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Diplomat calls for Anglo-Irish Brexit summit in a bid to smooth relations


Dr Ray Bassett

Dr Ray Bassett

Dr Ray Bassett

A former senior Irish diplomat has called for the British and Irish governments to hold joint talks about relations in the post-Brexit era.

Dr Ray Bassett, who served as Dublin's Ambassador to Canada, Jamaica and the Bahamas, warned the Republic may suffer for maintaining its position of solidarity with other EU states during the Brexit negotiations.

Writing in the Sunday Business Post, Dr Bassett said he feared that without new Anglo-Irish talks to address the complexity of the links between the two countries, the Republic's interests would be marginalised in the main Brexit negotiations.

The former diplomat, who was one of the negotiators of the Good Friday Agreement in 1998, gave a stark warning of dire potential consequences for the Republic if it left all Brexit negotiations to Brussels.

"We risk acquiescing in a second partition of our island; the decimation of our most important industry, agri-food, and the killing of our fishing industry," he said.

"The links between north and south on this island and our links with Britain are so numerous and deep that it is virtually impossible to enumerate them.

"Over 600,000 Irish-born people live on the island of Britain; 80% of our total exports travel through the British transport system.

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"Hence, the price we may be asked to pay for EU solidarity could be very high. The question is whether it is too high."

German interests will dominate the EU Brexit negotiations, Dr Bassett said, adding: "There is not even a pretence nowadays that the members of the EU are in any way equal.

"Therefore Ireland, once again, must look to our 'gallant allies' in Europe, with Merkel standing in for the Kaiser in the latest round.

"Hopefully, Germany will be more effective than it was in 1916."

The former diplomat said he sensed a political determination in mainland Europe to 'punish the Brits', in order to discourage other countries from leaving the EU.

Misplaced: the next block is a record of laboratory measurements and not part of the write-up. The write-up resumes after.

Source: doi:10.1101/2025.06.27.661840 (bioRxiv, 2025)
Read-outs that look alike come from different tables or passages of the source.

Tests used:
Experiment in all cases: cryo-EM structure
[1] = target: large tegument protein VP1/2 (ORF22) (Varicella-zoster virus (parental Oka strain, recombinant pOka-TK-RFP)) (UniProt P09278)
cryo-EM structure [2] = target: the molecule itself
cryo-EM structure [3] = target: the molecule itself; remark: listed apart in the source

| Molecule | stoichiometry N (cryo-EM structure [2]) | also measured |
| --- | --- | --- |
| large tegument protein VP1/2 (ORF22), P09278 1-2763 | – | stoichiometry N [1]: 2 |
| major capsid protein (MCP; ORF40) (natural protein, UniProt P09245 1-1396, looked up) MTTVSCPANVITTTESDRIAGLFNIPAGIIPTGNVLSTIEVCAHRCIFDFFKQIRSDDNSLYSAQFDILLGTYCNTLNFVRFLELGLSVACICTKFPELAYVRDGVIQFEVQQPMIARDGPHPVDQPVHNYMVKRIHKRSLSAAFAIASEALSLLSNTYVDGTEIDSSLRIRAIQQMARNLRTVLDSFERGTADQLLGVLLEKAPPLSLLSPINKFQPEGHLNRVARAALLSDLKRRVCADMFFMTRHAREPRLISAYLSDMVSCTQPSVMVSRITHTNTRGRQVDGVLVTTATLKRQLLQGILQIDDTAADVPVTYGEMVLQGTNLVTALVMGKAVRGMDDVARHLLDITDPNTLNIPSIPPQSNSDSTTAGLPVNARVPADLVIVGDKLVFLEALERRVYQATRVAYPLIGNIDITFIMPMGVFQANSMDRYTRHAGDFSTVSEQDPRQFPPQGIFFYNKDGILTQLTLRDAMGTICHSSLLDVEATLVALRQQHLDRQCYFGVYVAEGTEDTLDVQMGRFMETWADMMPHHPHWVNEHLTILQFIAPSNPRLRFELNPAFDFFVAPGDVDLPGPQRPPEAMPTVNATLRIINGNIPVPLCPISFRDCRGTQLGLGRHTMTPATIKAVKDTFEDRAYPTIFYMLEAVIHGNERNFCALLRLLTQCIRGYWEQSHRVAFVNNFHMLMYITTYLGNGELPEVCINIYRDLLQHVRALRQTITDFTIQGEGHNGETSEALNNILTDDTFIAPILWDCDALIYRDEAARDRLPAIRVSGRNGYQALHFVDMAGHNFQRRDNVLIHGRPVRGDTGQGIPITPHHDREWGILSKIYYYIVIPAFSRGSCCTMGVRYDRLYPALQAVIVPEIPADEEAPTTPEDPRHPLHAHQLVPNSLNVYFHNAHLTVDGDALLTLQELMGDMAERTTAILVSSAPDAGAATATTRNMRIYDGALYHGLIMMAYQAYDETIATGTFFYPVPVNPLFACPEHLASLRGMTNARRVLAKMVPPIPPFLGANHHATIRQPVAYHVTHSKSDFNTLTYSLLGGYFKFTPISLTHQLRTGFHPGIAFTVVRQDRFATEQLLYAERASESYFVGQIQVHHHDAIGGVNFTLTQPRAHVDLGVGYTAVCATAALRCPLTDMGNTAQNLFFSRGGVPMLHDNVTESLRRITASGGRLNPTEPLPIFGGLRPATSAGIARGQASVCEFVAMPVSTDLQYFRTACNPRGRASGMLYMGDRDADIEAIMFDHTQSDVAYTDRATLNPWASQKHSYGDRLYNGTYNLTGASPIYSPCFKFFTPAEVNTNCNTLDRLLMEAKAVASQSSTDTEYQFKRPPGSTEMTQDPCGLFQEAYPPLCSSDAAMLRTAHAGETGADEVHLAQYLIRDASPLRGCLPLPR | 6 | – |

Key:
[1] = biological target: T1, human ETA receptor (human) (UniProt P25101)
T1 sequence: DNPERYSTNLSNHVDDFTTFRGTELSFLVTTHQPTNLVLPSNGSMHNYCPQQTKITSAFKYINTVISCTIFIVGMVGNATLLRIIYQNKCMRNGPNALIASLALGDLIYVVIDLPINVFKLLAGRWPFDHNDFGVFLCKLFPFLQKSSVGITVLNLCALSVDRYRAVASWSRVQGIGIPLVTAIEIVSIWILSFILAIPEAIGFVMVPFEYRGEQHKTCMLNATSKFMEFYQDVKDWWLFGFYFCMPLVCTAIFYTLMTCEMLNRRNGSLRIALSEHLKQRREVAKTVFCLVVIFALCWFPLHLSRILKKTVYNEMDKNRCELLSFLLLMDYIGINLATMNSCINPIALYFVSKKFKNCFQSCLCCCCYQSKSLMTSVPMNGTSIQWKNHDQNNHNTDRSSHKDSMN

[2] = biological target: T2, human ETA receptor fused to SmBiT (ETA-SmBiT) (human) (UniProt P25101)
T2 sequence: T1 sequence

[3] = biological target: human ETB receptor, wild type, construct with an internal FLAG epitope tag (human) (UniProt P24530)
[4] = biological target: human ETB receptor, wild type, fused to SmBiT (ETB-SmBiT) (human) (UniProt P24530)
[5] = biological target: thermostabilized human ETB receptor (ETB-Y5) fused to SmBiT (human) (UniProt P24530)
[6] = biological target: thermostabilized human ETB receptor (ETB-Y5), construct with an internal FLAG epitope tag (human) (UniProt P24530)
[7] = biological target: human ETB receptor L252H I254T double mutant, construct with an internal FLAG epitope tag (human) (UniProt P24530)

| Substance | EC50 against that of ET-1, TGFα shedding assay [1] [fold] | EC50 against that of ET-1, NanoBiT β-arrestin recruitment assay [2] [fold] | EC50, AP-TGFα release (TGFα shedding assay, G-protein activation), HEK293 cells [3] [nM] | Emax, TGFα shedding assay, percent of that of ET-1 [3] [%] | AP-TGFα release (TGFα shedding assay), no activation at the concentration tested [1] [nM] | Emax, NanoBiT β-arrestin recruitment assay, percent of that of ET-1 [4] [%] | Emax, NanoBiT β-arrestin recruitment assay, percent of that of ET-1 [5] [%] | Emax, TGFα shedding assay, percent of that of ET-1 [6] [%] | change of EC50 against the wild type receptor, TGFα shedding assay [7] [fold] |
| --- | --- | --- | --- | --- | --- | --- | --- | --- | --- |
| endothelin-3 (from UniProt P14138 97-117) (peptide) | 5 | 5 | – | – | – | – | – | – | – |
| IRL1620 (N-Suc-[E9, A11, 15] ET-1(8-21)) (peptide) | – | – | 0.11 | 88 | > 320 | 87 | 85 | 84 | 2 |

"The European Commission is used to throwing its weight around with smaller countries such as Greece, Cyprus, Ireland and Switzerland - but Brexit is of an entirely different magnitude. The commission needs to develop its diplomatic skills rather than relying on bullying tactics," he said.

"For Ireland, we must impress upon the European authorities that Brexit must be a success because if it is a failure, as Juncker reportedly deems essential, then Ireland will be the victim,"

He suggested that Anglo-Irish relationships after Brexit could be considered using a mechanism from strand three of the 1998 agreement which permits the two governments to enter into high level contacts on issues concerning 'the totality' of British/Irish relations.

SDLP MP Mark Durkan last night backed Dr Bassett's approach to the Brexit negotiations.

"We have been calling for the use of strand three of the Good Friday Agreement to discuss the implications of Brexit, in the form of the British-Irish Intergovernmental Conference as a mechanism for relevant dialogue between the Irish and British governments," he said.

"We believe that this would allow the two governments to have bilateral discussions under an existing bilateral agreement, without the Irish government breaching any protocols of their membership of EU27."

Long-serving Ulster Unionist MEP Jim Nicholson said he agreed that Dublin has the most to lose from any EU proposals aimed at punishing the UK for leaving. But even if there were UK-Ireland talks, anything agreed at them could be blocked by the other EU member states, the UUP MEP said.

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